How China is battling ever more intensely in world markets
But does it play fair?
IF DONALD TRUMP had slapped punitive tariffs on all Chinese exports to America, as he promised, … he would have started a trade war. Fortunately, the president hesitated, partly because he wants China’s help in thwarting North Korea’s nuclear ambitions. But that is not the end of the story. Tensions over China’s industrial might now threaten the architecture of the global economy. America’s trade representative this week called China an “unprecedented” threat that cannot be tamed by existing trade rules. The European Union, worried by a spate of Chinese acquisitions, is drafting stricter rules on foreign investment. And, all the while, China’s strategy for modernising its economy is adding further strain.
At the heart of these tensions is one simple, overwhelming fact: firms around the world face ever more intense competition from their Chinese rivals. China is not the first country to industrialise, but none has ever made the leap so rapidly and on such a monumental scale. Little more than a decade ago Chinese boom towns churned out zips, socks and cigarette lighters. Today the country is at the global frontier of new technology in everything from mobile payments to driverless cars.
Even as China’s achievements inspire awe, there is growing concern that the world will be dominated by an economy that does not play fair. Businesses feel threatened. Governments that have seen Brexit and the election of Mr Trump, worry about the effects of job losses and shrinking technological leadership. Yet if the outcome is to be good, they must all think clearly about the real nature of China’s challenge.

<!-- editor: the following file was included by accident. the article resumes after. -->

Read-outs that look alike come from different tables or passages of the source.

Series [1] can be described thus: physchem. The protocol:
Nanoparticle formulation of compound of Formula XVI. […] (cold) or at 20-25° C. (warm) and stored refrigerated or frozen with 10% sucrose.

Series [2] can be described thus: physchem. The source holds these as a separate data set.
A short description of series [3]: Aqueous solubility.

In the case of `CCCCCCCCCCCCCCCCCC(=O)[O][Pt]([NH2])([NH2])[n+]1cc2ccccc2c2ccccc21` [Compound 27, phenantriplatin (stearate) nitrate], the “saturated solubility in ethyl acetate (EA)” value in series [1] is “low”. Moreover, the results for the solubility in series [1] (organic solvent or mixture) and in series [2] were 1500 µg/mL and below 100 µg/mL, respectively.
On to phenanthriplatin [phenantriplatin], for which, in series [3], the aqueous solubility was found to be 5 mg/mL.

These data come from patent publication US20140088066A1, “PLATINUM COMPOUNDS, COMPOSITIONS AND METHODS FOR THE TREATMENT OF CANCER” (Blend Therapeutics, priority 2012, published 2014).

Go, in three dimensions
Undoubtedly, China has form. It kept its currency cheap for years, boosting exporters; it finances its state-owned giants with cheap credit; and its cyber-spies steal secrets. Yet depictions of corporate China as just an undemocratic, state-run monster, thieving and cheating to get ahead, are crude and out of date. Home-grown innovation is flourishing (see Briefing). The innovators are mainly private, not the many heads of a single creature called China Inc. To separate hype from reality, think of Chinese competition as having three dimensions: illegal, intense and unfair. Each needs a different response.
First, consider illegality. The best example is the blatant theft of intellectual property that makes for the most sensational headlines, such as the charges laid in 2014 against five Chinese military officers for hacking into American nuclear, solar and metals firms. The good news is such crimes are declining. An agreement with America in 2015 seemingly led to a marked drop in Chinese hacks of foreign companies and, as Chinese firms produce more of value, they are themselves demanding better intellectual-property protection at home.